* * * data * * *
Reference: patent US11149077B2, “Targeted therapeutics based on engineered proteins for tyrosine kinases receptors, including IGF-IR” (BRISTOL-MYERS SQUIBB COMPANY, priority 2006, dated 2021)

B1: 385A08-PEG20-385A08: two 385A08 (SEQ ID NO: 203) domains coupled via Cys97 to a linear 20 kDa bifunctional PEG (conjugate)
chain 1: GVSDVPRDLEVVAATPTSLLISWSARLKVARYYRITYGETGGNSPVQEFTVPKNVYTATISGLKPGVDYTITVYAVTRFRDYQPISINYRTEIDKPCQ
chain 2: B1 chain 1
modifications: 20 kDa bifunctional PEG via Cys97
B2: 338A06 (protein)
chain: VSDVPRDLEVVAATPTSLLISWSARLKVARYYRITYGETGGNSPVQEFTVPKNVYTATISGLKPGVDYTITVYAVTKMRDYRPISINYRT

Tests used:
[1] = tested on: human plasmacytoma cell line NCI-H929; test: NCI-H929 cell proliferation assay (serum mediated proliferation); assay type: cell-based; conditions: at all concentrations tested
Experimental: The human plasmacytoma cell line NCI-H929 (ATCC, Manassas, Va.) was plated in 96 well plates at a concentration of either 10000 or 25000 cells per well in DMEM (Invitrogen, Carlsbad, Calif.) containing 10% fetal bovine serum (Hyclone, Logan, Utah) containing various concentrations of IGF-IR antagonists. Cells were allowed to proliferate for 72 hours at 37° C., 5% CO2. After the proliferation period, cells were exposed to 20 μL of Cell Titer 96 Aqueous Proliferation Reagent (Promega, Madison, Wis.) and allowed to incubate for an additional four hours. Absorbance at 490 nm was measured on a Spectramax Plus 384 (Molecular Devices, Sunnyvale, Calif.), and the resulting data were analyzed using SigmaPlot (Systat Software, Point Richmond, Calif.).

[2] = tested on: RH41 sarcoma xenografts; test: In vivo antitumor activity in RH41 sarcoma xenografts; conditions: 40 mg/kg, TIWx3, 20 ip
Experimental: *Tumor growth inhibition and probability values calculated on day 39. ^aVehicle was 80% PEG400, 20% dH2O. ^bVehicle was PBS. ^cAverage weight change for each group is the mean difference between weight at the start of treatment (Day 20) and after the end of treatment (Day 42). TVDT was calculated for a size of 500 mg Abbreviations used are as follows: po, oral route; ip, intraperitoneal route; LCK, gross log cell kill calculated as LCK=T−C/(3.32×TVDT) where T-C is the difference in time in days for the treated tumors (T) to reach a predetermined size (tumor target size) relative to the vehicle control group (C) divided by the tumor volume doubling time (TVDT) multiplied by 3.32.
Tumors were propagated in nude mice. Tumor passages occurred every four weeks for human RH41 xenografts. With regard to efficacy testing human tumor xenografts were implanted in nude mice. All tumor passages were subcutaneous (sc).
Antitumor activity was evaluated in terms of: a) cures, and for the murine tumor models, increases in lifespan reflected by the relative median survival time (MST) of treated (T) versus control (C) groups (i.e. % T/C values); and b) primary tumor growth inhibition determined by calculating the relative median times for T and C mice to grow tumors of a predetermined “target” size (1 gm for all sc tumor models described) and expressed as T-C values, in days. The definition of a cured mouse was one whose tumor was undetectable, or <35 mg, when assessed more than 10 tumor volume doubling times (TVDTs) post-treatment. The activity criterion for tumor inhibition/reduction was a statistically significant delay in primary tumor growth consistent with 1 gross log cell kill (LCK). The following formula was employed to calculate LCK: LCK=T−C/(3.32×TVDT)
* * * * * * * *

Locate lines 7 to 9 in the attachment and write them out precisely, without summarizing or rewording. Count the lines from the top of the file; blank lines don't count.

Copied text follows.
chain: VSDVPRDLEVVAATPTSLLISWSARLKVARYYRITYGETGGNSPVQEFTVPKNVYTATISGLKPGVDYTITVYAVTKMRDYRPISINYRT

Tests used:
[1] = tested on: human plasmacytoma cell line NCI-H929; test: NCI-H929 cell proliferation assay (serum mediated proliferation); assay type: cell-based; conditions: at all concentrations tested